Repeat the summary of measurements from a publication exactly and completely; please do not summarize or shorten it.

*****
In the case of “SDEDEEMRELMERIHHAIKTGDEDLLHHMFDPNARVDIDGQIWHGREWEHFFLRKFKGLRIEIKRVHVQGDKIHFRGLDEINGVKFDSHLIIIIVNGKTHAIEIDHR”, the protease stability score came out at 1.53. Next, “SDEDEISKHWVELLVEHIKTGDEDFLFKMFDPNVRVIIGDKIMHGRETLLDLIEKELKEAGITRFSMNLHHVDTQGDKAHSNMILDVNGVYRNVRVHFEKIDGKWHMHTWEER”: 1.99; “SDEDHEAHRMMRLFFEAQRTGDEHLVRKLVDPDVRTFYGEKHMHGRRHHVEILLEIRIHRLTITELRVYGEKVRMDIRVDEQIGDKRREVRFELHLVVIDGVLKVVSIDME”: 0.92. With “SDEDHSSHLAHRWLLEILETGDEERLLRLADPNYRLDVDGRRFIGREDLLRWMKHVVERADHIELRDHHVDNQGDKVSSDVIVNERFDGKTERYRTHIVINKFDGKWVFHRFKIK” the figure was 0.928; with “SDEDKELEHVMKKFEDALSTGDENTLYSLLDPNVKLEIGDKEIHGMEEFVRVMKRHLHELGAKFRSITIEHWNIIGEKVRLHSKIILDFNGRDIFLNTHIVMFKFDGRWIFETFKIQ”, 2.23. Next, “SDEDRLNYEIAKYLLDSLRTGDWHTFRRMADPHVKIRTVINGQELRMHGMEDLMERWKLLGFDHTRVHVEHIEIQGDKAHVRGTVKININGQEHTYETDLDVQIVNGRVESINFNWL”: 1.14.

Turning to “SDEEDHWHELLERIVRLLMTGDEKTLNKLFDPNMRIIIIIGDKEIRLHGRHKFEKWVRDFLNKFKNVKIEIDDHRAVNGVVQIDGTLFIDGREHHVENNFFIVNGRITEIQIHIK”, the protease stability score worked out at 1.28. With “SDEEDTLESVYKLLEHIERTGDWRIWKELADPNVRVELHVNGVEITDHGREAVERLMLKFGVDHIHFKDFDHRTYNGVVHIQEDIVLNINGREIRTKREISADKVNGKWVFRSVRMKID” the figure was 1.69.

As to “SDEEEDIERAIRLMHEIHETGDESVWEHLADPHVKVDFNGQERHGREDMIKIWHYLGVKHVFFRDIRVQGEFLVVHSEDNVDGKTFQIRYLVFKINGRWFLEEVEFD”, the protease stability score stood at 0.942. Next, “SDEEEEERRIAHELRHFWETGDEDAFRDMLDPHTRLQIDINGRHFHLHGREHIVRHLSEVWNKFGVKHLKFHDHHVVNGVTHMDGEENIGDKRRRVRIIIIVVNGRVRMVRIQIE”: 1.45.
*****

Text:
In the case of “SDEDEEMRELMERIHHAIKTGDEDLLHHMFDPNARVDIDGQIWHGREWEHFFLRKFKGLRIEIKRVHVQGDKIHFRGLDEINGVKFDSHLIIIIVNGKTHAIEIDHR”, the protease stability score came out at 1.53. Next, “SDEDEISKHWVELLVEHIKTGDEDFLFKMFDPNVRVIIGDKIMHGRETLLDLIEKELKEAGITRFSMNLHHVDTQGDKAHSNMILDVNGVYRNVRVHFEKIDGKWHMHTWEER”: 1.99; “SDEDHEAHRMMRLFFEAQRTGDEHLVRKLVDPDVRTFYGEKHMHGRRHHVEILLEIRIHRLTITELRVYGEKVRMDIRVDEQIGDKRREVRFELHLVVIDGVLKVVSIDME”: 0.92. With “SDEDHSSHLAHRWLLEILETGDEERLLRLADPNYRLDVDGRRFIGREDLLRWMKHVVERADHIELRDHHVDNQGDKVSSDVIVNERFDGKTERYRTHIVINKFDGKWVFHRFKIK” the figure was 0.928; with “SDEDKELEHVMKKFEDALSTGDENTLYSLLDPNVKLEIGDKEIHGMEEFVRVMKRHLHELGAKFRSITIEHWNIIGEKVRLHSKIILDFNGRDIFLNTHIVMFKFDGRWIFETFKIQ”, 2.23. Next, “SDEDRLNYEIAKYLLDSLRTGDWHTFRRMADPHVKIRTVINGQELRMHGMEDLMERWKLLGFDHTRVHVEHIEIQGDKAHVRGTVKININGQEHTYETDLDVQIVNGRVESINFNWL”: 1.14.

Turning to “SDEEDHWHELLERIVRLLMTGDEKTLNKLFDPNMRIIIIIGDKEIRLHGRHKFEKWVRDFLNKFKNVKIEIDDHRAVNGVVQIDGTLFIDGREHHVENNFFIVNGRITEIQIHIK”, the protease stability score worked out at 1.28. With “SDEEDTLESVYKLLEHIERTGDWRIWKELADPNVRVELHVNGVEITDHGREAVERLMLKFGVDHIHFKDFDHRTYNGVVHIQEDIVLNINGREIRTKREISADKVNGKWVFRSVRMKID” the figure was 1.69.

As to “SDEEEDIERAIRLMHEIHETGDESVWEHLADPHVKVDFNGQERHGREDMIKIWHYLGVKHVFFRDIRVQGEFLVVHSEDNVDGKTFQIRYLVFKINGRWFLEEVEFD”, the protease stability score stood at 0.942. Next, “SDEEEEERRIAHELRHFWETGDEDAFRDMLDPHTRLQIDINGRHFHLHGREHIVRHLSEVWNKFGVKHLKFHDHHVVNGVTHMDGEENIGDKRRRVRIIIIVVNGRVRMVRIQIE”: 1.45.